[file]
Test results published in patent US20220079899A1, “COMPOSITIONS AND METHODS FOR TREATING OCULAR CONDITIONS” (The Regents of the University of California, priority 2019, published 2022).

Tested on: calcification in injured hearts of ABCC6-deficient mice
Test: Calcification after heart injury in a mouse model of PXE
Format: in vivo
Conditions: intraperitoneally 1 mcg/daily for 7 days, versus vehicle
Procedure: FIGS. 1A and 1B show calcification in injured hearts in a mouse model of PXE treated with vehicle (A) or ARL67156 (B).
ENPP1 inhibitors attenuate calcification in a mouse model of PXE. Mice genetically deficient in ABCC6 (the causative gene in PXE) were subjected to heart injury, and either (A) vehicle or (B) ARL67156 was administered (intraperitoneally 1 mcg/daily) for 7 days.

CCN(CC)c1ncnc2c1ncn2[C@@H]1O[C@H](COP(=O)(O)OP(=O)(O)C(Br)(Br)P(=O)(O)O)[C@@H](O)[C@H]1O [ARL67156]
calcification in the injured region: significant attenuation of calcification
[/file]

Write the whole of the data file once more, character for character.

Test results published in patent US20220079899A1, “COMPOSITIONS AND METHODS FOR TREATING OCULAR CONDITIONS” (The Regents of the University of California, priority 2019, published 2022).

Tested on: calcification in injured hearts of ABCC6-deficient mice
Test: Calcification after heart injury in a mouse model of PXE
Format: in vivo
Conditions: intraperitoneally 1 mcg/daily for 7 days, versus vehicle
Procedure: FIGS. 1A and 1B show calcification in injured hearts in a mouse model of PXE treated with vehicle (A) or ARL67156 (B).
ENPP1 inhibitors attenuate calcification in a mouse model of PXE. Mice genetically deficient in ABCC6 (the causative gene in PXE) were subjected to heart injury, and either (A) vehicle or (B) ARL67156 was administered (intraperitoneally 1 mcg/daily) for 7 days.

CCN(CC)c1ncnc2c1ncn2[C@@H]1O[C@H](COP(=O)(O)OP(=O)(O)C(Br)(Br)P(=O)(O)O)[C@@H](O)[C@H]1O [ARL67156]
calcification in the injured region: significant attenuation of calcification